“The avalanche is one of five I spotted that morning in the area. The tracks and runout zones of previous snow and/or dry snow avalanches are clearly visible in the image,” describes Martin.

He explains that rising morning temperatures triggered the avalanches, causing the failure of stable snow which had fallen on the night before.

The area is close to Tilicho Lake, located at about 4900 m above sea level, and one of many Himalayan glacial lakes which play a crucial role in the supply of water to the inhabitants of Nepal.

“Snow and glacial melt contribute approximately 10% to the annual discharge of the main Nepalese rivers, but are of significant important outside the monsoon season,” explains Martin.

Earlier on this year, a study published in the open access journal, The Cryosphere, found that if greenhouse-gas emissions continue to rise, glaciers in the Everest region of the Himalayas could experience dramatic change in the decades to come. The glacier model used in the paper shows that glacier volume could be reduced between 70% and 99% by 2100. The findings have important implications for the future availability of water in the region: a significant decrease in glacial volume would have consequences for agriculture and hydropower generation. You can learn more about this research and it’s consequences in this Press Release: Glacier changes at the top of the world – Over 70% of glacier volume in Everest region could be lost by 2100.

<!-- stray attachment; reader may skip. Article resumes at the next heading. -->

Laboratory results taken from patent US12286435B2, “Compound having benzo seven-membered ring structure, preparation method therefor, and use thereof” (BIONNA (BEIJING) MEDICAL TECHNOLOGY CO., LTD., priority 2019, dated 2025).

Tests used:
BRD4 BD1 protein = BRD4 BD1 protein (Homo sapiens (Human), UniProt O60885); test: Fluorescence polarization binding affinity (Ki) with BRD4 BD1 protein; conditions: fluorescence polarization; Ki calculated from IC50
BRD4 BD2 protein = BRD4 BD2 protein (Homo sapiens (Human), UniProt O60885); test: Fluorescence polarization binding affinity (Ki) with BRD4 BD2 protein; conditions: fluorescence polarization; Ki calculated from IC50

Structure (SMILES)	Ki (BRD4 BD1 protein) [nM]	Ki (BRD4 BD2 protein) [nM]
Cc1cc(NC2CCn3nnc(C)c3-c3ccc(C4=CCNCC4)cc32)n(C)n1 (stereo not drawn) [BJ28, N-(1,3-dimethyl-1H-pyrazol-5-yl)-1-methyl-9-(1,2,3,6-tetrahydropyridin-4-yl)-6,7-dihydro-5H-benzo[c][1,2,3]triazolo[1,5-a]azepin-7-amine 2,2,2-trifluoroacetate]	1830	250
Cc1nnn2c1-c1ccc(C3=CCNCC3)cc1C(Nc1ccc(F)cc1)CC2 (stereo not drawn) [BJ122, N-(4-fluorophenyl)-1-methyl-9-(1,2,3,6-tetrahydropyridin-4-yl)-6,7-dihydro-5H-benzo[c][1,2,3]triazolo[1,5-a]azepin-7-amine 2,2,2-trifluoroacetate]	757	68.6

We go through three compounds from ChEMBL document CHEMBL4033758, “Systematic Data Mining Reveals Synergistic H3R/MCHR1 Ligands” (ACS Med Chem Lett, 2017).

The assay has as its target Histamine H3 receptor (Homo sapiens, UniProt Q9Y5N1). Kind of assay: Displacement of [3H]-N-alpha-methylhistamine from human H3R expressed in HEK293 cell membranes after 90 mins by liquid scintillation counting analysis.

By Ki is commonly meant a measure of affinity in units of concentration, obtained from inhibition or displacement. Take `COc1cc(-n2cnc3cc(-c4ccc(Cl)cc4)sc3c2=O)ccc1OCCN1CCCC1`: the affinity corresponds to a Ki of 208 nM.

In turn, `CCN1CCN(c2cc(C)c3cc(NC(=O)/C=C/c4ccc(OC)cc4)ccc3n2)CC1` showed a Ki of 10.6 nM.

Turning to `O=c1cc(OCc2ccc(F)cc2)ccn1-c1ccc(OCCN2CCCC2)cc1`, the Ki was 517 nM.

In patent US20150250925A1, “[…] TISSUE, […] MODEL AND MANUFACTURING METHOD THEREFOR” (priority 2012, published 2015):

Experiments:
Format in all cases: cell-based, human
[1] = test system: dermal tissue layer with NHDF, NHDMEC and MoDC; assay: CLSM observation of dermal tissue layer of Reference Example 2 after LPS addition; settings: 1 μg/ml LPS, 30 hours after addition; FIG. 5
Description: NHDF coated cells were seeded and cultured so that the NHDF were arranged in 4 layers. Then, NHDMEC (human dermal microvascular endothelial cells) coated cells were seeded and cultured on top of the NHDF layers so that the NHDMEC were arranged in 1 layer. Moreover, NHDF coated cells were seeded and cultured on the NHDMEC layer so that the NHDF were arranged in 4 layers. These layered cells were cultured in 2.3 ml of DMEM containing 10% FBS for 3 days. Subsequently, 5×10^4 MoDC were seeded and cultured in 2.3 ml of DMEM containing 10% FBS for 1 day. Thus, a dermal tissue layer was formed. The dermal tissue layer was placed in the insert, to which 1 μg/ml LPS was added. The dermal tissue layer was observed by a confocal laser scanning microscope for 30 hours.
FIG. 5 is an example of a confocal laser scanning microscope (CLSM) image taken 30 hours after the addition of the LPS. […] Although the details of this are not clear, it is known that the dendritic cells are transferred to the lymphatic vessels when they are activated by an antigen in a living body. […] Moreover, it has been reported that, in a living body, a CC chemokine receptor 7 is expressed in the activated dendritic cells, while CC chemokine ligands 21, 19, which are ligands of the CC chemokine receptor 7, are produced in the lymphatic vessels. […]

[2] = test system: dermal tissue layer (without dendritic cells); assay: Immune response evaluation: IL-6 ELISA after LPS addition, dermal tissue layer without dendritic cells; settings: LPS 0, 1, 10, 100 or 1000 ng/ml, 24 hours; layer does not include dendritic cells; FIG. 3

Imaggeo is the EGU’s online open access geosciences image repository. All geoscientists (and others) can submit their photographs and videos to this repository and, since it is open access, these images can be used for free by scientists for their presentations or publications, by educators and the general public, and some images can even be used freely for commercial purposes. Photographers also retain full rights of use, as Imaggeo images are licensed and distributed by the EGU under a Creative Commons licence. Submit your photos at http://imaggeo.egu.eu/upload/.